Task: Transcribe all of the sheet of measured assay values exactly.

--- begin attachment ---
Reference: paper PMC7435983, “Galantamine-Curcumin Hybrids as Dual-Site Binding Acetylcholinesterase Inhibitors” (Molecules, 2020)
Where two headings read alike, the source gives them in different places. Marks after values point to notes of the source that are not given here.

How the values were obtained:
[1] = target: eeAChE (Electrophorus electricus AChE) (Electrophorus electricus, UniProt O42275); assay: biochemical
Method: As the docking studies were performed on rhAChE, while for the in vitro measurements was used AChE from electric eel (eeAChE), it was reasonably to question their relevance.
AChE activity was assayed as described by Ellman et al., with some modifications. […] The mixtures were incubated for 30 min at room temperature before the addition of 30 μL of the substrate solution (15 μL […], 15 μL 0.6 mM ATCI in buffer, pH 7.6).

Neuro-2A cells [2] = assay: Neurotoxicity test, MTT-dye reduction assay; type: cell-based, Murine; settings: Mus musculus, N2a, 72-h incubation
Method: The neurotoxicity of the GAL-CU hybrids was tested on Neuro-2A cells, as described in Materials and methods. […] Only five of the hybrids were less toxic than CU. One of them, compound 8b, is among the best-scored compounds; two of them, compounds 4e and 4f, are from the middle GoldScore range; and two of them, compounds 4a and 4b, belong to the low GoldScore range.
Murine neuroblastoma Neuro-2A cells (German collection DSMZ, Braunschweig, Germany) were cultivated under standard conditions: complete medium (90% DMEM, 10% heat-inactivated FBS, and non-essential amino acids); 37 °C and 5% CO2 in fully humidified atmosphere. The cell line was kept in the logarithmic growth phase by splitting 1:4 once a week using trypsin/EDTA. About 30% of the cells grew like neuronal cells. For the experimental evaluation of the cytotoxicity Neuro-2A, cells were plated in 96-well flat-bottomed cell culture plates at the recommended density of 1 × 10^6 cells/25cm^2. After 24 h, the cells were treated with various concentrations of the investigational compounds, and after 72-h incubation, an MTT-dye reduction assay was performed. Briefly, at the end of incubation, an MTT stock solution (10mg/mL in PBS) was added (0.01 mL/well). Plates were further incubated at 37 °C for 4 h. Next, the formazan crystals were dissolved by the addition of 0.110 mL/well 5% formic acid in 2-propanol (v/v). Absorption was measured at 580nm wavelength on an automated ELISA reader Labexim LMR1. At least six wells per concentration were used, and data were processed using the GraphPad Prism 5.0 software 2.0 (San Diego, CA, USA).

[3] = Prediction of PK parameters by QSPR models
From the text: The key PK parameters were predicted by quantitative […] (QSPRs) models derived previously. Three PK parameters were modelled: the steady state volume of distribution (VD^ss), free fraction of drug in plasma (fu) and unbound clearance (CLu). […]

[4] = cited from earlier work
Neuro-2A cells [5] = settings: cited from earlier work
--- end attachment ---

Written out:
Reference: paper PMC7435983, “Galantamine-Curcumin Hybrids as Dual-Site Binding Acetylcholinesterase Inhibitors” (Molecules, 2020)
Where two headings read alike, the source gives them in different places. Marks after values point to notes of the source that are not given here.

How the values were obtained:
[1] = target: eeAChE (Electrophorus electricus AChE) (Electrophorus electricus, UniProt O42275); assay: biochemical
Method: As the docking studies were performed on rhAChE, while for the in vitro measurements was used AChE from electric eel (eeAChE), it was reasonably to question their relevance.
AChE activity was assayed as described by Ellman et al., with some modifications. […] The mixtures were incubated for 30 min at room temperature before the addition of 30 μL of the substrate solution (15 μL […], 15 μL 0.6 mM ATCI in buffer, pH 7.6).

Neuro-2A cells [2] = assay: Neurotoxicity test, MTT-dye reduction assay; type: cell-based, Murine; settings: Mus musculus, N2a, 72-h incubation
Method: The neurotoxicity of the GAL-CU hybrids was tested on Neuro-2A cells, as described in Materials and methods. […] Only five of the hybrids were less toxic than CU. One of them, compound 8b, is among the best-scored compounds; two of them, compounds 4e and 4f, are from the middle GoldScore range; and two of them, compounds 4a and 4b, belong to the low GoldScore range.
Murine neuroblastoma Neuro-2A cells (German collection DSMZ, Braunschweig, Germany) were cultivated under standard conditions: complete medium (90% DMEM, 10% heat-inactivated FBS, and non-essential amino acids); 37 °C and 5% CO2 in fully humidified atmosphere. The cell line was kept in the logarithmic growth phase by splitting 1:4 once a week using trypsin/EDTA. About 30% of the cells grew like neuronal cells. For the experimental evaluation of the cytotoxicity Neuro-2A, cells were plated in 96-well flat-bottomed cell culture plates at the recommended density of 1 × 10^6 cells/25cm^2. After 24 h, the cells were treated with various concentrations of the investigational compounds, and after 72-h incubation, an MTT-dye reduction assay was performed. Briefly, at the end of incubation, an MTT stock solution (10mg/mL in PBS) was added (0.01 mL/well). Plates were further incubated at 37 °C for 4 h. Next, the formazan crystals were dissolved by the addition of 0.110 mL/well 5% formic acid in 2-propanol (v/v). Absorption was measured at 580nm wavelength on an automated ELISA reader Labexim LMR1. At least six wells per concentration were used, and data were processed using the GraphPad Prism 5.0 software 2.0 (San Diego, CA, USA).

[3] = Prediction of PK parameters by QSPR models
From the text: The key PK parameters were predicted by quantitative […] (QSPRs) models derived previously. Three PK parameters were modelled: the steady state volume of distribution (VD^ss), free fraction of drug in plasma (fu) and unbound clearance (CLu). […]

[4] = cited from earlier work
Neuro-2A cells [5] = settings: cited from earlier work